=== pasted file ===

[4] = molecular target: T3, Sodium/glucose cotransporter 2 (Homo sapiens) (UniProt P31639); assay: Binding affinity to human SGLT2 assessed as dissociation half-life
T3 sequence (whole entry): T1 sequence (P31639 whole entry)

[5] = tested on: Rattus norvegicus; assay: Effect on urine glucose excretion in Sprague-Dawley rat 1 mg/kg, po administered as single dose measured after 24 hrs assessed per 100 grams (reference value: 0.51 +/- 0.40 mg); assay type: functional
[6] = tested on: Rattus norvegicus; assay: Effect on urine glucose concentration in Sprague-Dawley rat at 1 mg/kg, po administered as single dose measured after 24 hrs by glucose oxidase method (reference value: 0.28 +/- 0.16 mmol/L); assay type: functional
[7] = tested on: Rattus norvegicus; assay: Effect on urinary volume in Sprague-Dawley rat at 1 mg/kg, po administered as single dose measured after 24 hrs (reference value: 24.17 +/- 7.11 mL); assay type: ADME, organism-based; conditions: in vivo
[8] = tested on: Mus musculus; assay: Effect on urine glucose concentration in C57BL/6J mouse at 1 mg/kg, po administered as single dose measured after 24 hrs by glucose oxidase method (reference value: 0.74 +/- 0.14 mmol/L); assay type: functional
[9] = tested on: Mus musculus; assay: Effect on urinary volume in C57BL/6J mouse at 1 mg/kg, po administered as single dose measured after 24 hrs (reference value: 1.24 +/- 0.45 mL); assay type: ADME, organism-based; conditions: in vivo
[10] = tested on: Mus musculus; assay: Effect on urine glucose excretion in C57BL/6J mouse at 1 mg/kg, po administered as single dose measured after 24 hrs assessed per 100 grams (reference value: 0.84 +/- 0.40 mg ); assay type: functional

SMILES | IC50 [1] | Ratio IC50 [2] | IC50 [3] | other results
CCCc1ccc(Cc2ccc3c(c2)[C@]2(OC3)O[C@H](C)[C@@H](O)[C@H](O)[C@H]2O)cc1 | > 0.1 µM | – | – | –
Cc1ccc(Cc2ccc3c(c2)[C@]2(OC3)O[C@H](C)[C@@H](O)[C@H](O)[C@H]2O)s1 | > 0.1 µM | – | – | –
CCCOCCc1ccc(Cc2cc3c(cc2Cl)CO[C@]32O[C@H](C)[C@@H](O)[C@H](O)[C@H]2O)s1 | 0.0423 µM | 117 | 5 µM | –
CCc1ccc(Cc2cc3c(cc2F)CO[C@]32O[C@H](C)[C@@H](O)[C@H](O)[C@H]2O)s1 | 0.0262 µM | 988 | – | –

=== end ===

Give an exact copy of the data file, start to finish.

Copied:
[4] = molecular target: T3, Sodium/glucose cotransporter 2 (Homo sapiens) (UniProt P31639); assay: Binding affinity to human SGLT2 assessed as dissociation half-life
T3 sequence (whole entry): T1 sequence (P31639 whole entry)

[5] = tested on: Rattus norvegicus; assay: Effect on urine glucose excretion in Sprague-Dawley rat 1 mg/kg, po administered as single dose measured after 24 hrs assessed per 100 grams (reference value: 0.51 +/- 0.40 mg); assay type: functional
[6] = tested on: Rattus norvegicus; assay: Effect on urine glucose concentration in Sprague-Dawley rat at 1 mg/kg, po administered as single dose measured after 24 hrs by glucose oxidase method (reference value: 0.28 +/- 0.16 mmol/L); assay type: functional
[7] = tested on: Rattus norvegicus; assay: Effect on urinary volume in Sprague-Dawley rat at 1 mg/kg, po administered as single dose measured after 24 hrs (reference value: 24.17 +/- 7.11 mL); assay type: ADME, organism-based; conditions: in vivo
[8] = tested on: Mus musculus; assay: Effect on urine glucose concentration in C57BL/6J mouse at 1 mg/kg, po administered as single dose measured after 24 hrs by glucose oxidase method (reference value: 0.74 +/- 0.14 mmol/L); assay type: functional
[9] = tested on: Mus musculus; assay: Effect on urinary volume in C57BL/6J mouse at 1 mg/kg, po administered as single dose measured after 24 hrs (reference value: 1.24 +/- 0.45 mL); assay type: ADME, organism-based; conditions: in vivo
[10] = tested on: Mus musculus; assay: Effect on urine glucose excretion in C57BL/6J mouse at 1 mg/kg, po administered as single dose measured after 24 hrs assessed per 100 grams (reference value: 0.84 +/- 0.40 mg ); assay type: functional

SMILES | IC50 [1] | Ratio IC50 [2] | IC50 [3] | other results
CCCc1ccc(Cc2ccc3c(c2)[C@]2(OC3)O[C@H](C)[C@@H](O)[C@H](O)[C@H]2O)cc1 | > 0.1 µM | – | – | –
Cc1ccc(Cc2ccc3c(c2)[C@]2(OC3)O[C@H](C)[C@@H](O)[C@H](O)[C@H]2O)s1 | > 0.1 µM | – | – | –
CCCOCCc1ccc(Cc2cc3c(cc2Cl)CO[C@]32O[C@H](C)[C@@H](O)[C@H](O)[C@H]2O)s1 | 0.0423 µM | 117 | 5 µM | –
CCc1ccc(Cc2cc3c(cc2F)CO[C@]32O[C@H](C)[C@@H](O)[C@H](O)[C@H]2O)s1 | 0.0262 µM | 988 | – | –